More movies are being released solely on streaming sites like Netflix and Amazon Prime Video as well, meaning some movie fans may be more inclined to view them from the comfort of their own home. Even so, Barczak still has faith that cinemas will continue to thrive, as more people seek to have in-person experiences they lost out on during the pandemic.

A red sign says
A sign is lit outside the Avalon Atmospheric Theater on Friday, Sept. 22, 2023, in Milwaukee, Wis. Angela Major/WPR

“With movies, having certain elements of excitement or emotional draw, there’s nothing like that, when you share that electricity with a whole room full of movie goers,” Barczak said.

The “Barbenheimer” craze signaled there may still be hope for theaters, as “Barbie” and “Oppenheimer” grossed more than $2 billion at the box office worldwide.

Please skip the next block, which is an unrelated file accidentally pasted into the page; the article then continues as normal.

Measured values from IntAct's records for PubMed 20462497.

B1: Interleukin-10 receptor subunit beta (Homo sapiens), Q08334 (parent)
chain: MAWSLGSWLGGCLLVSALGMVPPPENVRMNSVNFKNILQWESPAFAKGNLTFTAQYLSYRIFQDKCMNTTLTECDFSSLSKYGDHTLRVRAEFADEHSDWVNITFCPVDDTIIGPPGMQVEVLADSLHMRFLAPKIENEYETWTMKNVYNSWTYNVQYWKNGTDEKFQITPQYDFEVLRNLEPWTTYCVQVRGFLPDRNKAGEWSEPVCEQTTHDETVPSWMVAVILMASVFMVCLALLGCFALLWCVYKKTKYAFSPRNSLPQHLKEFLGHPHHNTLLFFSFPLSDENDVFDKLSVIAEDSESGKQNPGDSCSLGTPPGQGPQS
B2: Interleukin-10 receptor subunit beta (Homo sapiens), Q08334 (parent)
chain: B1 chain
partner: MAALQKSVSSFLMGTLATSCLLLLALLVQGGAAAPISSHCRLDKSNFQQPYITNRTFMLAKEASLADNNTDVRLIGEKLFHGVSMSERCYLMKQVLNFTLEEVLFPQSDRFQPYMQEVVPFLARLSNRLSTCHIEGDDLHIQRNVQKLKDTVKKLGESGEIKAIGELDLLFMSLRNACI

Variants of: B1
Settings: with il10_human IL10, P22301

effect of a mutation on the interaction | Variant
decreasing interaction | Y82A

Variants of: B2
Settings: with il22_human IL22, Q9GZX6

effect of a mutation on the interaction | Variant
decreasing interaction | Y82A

That excitement was also felt in Wisconsin. At Milwaukee’s Oriental Theater, operated by Milwaukee Film, “Oppenheimer” and “Barbie” led to the highest opening weekend for box office sales since Milwaukee Film took over the theater in 2018.

“It was very amazing to see everyone turn up and enjoy that experience at the cinema,” said Bre Graziano, director of communications at Milwaukee Film.

While there are still several movie theaters operating in Milwaukee’s suburbs, Barczak said locations in the city are still important.

“Not only does it provide more activities that neighborhood residents can participate in, but it also creates sort of a pride in being part of a neighborhood where you have a variety of successful businesses that are thriving,” Barczak said.